Alignment and re-alignment
The idea of alignment is far from new, Trevor admits. Most leaders know that aligning the core elements of their enterprise, including its strategy and how it is organized, is critical to performance. Yet it means different things to different people, and leaders grasp for informal terms – “We need to get our ducks in a row” – because they lack a robust system of thought, or blueprint, for achieving alignment. The result: “Thousands of enterprises globally are operating below their potential because they are poorly aligned.”
For Trevor, alignment ties together purpose and strategy, organizational capability and architecture, and management systems. Highly aligned enterprises, he writes, “are typically the most purposeful, customer-aligned, capable and resilient competitors in any field. They experience the highest employee engagement scores and the strongest commitment to stated enterprise values.” By contrast, misalignment shows up in conflicting interests and turf wars, unclear vision or direction, resistance to change, high levels of waste and inefficiency, and mistrust.
Where Re:Align builds on the original book is in recognizing the fundamental truth that today’s business environment is volatile and continually changing. Trevor defines strategic realignment as, “the act of not merely reacting to disruption in the short term but treating it as an opportunity to proactively transform the core elements that make up every enterprise to be a better fit for the future business environment.” In other words, it is about emerging from disruption stronger than before.
Crucially, misalignment does not necessarily equal poor performance. Instead, it creates unnecessary risk and value-destroying behaviour, in the form of dysfunction, wasted effort, reckless conduct and misallocated resources. Trevor points out that misalignment can be a by-product of success: many firms become incredibly complex as they expand, enter new markets or make acquisitions. That often creates ‘wicked problems’, for which there are no obvious or easy solutions, he adds. Strategic alignment offers one way of finding potential solutions to such problems.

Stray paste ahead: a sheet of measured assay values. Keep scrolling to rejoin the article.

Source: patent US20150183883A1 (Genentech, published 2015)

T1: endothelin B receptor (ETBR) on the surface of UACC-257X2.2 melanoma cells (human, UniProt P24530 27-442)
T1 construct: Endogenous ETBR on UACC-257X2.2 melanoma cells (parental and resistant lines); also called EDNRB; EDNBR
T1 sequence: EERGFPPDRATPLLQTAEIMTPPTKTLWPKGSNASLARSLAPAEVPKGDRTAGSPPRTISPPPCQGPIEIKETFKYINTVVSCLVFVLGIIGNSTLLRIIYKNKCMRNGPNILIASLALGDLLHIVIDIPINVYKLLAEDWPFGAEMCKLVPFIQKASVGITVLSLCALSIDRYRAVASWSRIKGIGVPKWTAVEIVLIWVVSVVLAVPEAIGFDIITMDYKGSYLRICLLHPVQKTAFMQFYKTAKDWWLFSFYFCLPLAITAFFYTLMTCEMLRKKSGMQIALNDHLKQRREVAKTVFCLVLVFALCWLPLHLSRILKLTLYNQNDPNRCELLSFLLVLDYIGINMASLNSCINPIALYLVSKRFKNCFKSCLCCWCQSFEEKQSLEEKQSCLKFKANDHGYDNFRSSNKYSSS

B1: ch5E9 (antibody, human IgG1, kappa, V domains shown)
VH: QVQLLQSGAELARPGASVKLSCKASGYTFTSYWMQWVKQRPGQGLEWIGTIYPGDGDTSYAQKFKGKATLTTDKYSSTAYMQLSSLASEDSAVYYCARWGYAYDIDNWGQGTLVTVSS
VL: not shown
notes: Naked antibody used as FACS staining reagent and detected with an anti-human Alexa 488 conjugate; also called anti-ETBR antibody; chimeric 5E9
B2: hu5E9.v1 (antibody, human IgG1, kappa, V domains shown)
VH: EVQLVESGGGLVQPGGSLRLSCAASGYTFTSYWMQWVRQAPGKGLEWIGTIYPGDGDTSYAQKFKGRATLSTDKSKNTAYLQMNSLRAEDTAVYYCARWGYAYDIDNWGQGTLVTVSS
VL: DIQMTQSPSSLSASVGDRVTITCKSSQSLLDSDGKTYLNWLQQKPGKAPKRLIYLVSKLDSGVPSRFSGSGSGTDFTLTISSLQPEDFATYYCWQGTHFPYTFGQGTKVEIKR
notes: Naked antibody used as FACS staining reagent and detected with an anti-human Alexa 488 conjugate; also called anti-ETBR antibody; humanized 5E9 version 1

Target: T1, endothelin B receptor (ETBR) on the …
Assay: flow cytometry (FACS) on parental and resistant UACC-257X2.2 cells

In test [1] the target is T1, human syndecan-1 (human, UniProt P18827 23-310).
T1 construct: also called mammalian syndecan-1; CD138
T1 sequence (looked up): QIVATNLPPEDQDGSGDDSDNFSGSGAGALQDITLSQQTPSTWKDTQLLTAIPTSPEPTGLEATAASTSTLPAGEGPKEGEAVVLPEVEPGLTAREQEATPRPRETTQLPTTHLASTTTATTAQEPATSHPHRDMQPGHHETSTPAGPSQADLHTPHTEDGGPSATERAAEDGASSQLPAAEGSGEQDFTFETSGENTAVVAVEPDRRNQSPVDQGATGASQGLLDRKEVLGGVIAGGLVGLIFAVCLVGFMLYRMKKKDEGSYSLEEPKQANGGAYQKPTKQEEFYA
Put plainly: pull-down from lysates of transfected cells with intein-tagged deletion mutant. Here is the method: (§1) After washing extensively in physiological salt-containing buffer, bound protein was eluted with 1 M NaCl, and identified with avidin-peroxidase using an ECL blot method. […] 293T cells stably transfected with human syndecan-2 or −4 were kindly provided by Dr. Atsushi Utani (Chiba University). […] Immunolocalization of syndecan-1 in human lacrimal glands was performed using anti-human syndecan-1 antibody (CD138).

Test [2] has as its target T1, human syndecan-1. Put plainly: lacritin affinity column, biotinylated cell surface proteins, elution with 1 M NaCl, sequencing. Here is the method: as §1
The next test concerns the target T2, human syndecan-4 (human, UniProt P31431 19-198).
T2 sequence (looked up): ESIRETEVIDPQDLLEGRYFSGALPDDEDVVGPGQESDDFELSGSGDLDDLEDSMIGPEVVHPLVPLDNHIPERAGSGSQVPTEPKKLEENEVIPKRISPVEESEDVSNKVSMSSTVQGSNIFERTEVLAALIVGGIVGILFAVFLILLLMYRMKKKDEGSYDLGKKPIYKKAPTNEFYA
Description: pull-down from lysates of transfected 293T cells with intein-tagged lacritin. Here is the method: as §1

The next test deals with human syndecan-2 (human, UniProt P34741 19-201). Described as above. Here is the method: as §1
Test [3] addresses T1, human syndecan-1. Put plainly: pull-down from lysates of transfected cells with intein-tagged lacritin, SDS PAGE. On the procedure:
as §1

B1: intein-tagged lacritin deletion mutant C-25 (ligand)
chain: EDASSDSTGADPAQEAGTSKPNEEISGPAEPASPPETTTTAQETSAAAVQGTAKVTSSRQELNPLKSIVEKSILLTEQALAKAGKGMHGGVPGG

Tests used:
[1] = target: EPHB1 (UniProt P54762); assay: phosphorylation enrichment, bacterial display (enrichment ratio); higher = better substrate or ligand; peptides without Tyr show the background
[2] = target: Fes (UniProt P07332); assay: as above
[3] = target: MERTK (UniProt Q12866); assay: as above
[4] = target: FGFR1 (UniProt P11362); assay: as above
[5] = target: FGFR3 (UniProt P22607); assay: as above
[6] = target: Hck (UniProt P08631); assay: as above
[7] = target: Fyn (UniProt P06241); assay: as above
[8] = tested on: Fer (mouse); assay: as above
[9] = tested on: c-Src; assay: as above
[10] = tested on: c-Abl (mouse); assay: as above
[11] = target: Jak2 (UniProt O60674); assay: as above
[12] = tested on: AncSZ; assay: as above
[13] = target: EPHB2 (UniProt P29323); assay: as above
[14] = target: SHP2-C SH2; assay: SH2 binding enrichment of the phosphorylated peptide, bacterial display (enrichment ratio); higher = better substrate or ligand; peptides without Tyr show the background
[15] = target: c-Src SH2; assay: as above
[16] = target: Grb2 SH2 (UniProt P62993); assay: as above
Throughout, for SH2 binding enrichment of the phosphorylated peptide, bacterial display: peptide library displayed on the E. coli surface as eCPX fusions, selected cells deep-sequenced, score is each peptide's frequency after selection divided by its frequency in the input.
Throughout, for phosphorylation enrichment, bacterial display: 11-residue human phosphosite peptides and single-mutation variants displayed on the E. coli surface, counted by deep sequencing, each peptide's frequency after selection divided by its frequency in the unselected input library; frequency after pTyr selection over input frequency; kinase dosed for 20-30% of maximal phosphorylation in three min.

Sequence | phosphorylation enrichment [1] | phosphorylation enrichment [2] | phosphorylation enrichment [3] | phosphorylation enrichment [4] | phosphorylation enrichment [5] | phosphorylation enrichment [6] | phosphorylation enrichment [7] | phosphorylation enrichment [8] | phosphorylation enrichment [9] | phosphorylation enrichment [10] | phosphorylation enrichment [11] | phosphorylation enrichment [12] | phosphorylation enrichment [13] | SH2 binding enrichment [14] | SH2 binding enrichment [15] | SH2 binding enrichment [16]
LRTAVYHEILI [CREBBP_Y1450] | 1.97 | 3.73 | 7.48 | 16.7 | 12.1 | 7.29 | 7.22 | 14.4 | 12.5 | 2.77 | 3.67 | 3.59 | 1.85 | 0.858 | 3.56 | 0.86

As Trevor points out, alignment “does not occur naturally or by accident”. Our organizations are social constructs – the result of human choices – and alignment is no different. It occurs “purely as a result of reasoned strategic choice (and perhaps a dash of luck)”. In the final analysis, he concludes, the quality of leadership makes all the difference to whether an organization is aligned, and whether it is a success or a failure.
So, is Re:Align worth reading? As Trevor quips in response to one of his own rhetorical questions, “The only correct answer for a contingency theorist is, of course: it depends!” But put it this way: if you are looking for a thought-provoking set of ideas, practical tools, and a source of inspiration for reimagining the strategic direction of your business, then the answer is very likely to be ‘yes’.
Patrick Woodman is editor of Dialogue.